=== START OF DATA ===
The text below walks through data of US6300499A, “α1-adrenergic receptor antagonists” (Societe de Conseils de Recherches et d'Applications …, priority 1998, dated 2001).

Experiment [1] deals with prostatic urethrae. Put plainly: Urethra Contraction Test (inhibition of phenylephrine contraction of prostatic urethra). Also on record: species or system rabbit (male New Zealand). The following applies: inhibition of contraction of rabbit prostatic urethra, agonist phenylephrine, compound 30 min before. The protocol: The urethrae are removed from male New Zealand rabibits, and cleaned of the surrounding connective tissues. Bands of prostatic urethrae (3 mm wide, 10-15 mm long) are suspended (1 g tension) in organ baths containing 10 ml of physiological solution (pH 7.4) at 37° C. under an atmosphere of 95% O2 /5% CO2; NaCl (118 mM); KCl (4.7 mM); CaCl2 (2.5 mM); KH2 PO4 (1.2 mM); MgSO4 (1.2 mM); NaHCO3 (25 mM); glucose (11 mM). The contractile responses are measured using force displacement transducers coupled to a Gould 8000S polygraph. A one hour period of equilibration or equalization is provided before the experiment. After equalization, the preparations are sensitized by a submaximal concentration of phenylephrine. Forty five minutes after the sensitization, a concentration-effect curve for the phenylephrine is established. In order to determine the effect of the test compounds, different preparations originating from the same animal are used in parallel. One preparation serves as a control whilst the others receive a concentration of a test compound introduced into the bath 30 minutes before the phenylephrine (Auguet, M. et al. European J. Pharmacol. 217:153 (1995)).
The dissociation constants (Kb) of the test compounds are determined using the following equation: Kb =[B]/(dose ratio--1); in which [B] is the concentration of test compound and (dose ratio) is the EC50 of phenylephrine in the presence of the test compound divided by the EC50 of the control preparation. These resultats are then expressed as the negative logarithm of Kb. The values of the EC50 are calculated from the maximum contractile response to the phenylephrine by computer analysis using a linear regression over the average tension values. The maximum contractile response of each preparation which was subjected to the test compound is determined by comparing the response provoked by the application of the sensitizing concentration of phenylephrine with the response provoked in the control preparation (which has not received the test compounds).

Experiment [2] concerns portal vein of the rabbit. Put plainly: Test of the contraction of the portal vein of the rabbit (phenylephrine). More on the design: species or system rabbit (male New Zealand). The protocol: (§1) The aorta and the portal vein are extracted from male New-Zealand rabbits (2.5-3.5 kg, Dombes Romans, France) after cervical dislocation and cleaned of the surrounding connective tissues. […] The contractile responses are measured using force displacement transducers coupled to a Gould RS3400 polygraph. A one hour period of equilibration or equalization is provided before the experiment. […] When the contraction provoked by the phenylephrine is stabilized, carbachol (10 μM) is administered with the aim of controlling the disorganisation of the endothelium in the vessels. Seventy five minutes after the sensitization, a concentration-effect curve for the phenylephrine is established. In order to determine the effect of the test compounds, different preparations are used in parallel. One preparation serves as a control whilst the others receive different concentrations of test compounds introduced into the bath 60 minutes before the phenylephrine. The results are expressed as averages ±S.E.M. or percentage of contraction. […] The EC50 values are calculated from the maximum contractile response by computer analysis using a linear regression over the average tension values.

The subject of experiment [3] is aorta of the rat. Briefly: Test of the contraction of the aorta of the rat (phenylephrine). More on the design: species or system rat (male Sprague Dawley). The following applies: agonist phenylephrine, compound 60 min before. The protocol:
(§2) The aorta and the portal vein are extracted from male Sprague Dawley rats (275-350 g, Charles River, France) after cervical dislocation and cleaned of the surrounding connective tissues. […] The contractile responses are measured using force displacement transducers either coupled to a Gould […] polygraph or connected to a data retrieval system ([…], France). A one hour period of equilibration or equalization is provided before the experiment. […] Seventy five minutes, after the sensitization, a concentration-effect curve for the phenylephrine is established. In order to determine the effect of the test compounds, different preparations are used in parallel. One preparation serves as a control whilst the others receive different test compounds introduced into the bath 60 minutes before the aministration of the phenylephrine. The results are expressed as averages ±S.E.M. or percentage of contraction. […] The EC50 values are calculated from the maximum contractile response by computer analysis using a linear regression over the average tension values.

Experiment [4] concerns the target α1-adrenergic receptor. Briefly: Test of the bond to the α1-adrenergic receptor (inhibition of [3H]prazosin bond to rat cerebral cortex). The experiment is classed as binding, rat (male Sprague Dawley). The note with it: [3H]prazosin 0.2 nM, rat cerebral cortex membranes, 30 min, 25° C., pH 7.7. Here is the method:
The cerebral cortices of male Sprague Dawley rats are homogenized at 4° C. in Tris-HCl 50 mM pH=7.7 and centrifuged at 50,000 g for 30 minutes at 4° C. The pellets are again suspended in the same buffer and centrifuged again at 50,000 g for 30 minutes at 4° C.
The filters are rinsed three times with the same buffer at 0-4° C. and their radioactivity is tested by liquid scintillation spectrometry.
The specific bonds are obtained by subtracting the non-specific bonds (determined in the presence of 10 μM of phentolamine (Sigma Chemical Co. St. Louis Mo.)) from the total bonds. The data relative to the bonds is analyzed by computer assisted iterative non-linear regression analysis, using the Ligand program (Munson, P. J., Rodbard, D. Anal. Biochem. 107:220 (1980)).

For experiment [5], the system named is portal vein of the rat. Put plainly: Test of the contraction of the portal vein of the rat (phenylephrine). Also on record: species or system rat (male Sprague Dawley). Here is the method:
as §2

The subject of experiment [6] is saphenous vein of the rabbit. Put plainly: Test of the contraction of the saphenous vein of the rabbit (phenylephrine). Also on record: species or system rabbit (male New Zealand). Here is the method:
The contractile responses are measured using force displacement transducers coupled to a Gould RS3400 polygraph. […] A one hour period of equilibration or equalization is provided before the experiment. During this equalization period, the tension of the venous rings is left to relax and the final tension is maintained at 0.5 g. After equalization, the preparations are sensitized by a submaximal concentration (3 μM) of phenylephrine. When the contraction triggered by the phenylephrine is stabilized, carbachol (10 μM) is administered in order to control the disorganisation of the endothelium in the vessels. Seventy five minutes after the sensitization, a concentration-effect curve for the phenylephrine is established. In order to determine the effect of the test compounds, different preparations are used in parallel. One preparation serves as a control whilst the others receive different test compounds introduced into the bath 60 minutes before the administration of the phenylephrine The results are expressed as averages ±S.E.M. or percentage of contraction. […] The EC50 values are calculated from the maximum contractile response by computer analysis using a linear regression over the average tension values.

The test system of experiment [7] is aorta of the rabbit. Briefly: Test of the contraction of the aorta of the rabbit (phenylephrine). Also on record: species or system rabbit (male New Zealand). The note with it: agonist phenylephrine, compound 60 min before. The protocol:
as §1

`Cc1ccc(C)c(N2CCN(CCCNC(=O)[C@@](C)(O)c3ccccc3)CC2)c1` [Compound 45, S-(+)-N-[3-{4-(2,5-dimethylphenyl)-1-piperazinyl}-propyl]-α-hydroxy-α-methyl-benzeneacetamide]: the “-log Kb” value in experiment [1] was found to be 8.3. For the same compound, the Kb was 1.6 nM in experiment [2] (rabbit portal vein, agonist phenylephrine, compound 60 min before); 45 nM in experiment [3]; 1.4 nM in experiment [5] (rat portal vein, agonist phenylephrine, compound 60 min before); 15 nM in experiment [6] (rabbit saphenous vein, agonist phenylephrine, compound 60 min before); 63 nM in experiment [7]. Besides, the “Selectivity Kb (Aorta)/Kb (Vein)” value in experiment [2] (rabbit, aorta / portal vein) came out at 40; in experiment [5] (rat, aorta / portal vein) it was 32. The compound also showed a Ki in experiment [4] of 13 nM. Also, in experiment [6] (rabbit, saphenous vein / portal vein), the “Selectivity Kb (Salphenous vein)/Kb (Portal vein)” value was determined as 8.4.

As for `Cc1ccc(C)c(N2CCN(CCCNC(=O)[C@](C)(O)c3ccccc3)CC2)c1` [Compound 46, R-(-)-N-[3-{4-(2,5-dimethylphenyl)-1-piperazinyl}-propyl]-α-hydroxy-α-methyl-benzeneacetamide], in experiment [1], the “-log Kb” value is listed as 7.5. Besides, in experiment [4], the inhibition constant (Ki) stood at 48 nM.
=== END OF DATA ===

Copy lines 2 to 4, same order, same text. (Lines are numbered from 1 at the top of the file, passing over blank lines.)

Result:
Experiment [1] deals with prostatic urethrae. Put plainly: Urethra Contraction Test (inhibition of phenylephrine contraction of prostatic urethra). Also on record: species or system rabbit (male New Zealand). The following applies: inhibition of contraction of rabbit prostatic urethra, agonist phenylephrine, compound 30 min before. The protocol: The urethrae are removed from male New Zealand rabibits, and cleaned of the surrounding connective tissues. Bands of prostatic urethrae (3 mm wide, 10-15 mm long) are suspended (1 g tension) in organ baths containing 10 ml of physiological solution (pH 7.4) at 37° C. under an atmosphere of 95% O2 /5% CO2; NaCl (118 mM); KCl (4.7 mM); CaCl2 (2.5 mM); KH2 PO4 (1.2 mM); MgSO4 (1.2 mM); NaHCO3 (25 mM); glucose (11 mM). The contractile responses are measured using force displacement transducers coupled to a Gould 8000S polygraph. A one hour period of equilibration or equalization is provided before the experiment. After equalization, the preparations are sensitized by a submaximal concentration of phenylephrine. Forty five minutes after the sensitization, a concentration-effect curve for the phenylephrine is established. In order to determine the effect of the test compounds, different preparations originating from the same animal are used in parallel. One preparation serves as a control whilst the others receive a concentration of a test compound introduced into the bath 30 minutes before the phenylephrine (Auguet, M. et al. European J. Pharmacol. 217:153 (1995)).
The dissociation constants (Kb) of the test compounds are determined using the following equation: Kb =[B]/(dose ratio--1); in which [B] is the concentration of test compound and (dose ratio) is the EC50 of phenylephrine in the presence of the test compound divided by the EC50 of the control preparation. These resultats are then expressed as the negative logarithm of Kb. The values of the EC50 are calculated from the maximum contractile response to the phenylephrine by computer analysis using a linear regression over the average tension values. The maximum contractile response of each preparation which was subjected to the test compound is determined by comparing the response provoked by the application of the sensitizing concentration of phenylephrine with the response provoked in the control preparation (which has not received the test compounds).

Experiment [2] concerns portal vein of the rabbit. Put plainly: Test of the contraction of the portal vein of the rabbit (phenylephrine). More on the design: species or system rabbit (male New Zealand). The protocol: (§1) The aorta and the portal vein are extracted from male New-Zealand rabbits (2.5-3.5 kg, Dombes Romans, France) after cervical dislocation and cleaned of the surrounding connective tissues. […] The contractile responses are measured using force displacement transducers coupled to a Gould RS3400 polygraph. A one hour period of equilibration or equalization is provided before the experiment. […] When the contraction provoked by the phenylephrine is stabilized, carbachol (10 μM) is administered with the aim of controlling the disorganisation of the endothelium in the vessels. Seventy five minutes after the sensitization, a concentration-effect curve for the phenylephrine is established. In order to determine the effect of the test compounds, different preparations are used in parallel. One preparation serves as a control whilst the others receive different concentrations of test compounds introduced into the bath 60 minutes before the phenylephrine. The results are expressed as averages ±S.E.M. or percentage of contraction. […] The EC50 values are calculated from the maximum contractile response by computer analysis using a linear regression over the average tension values.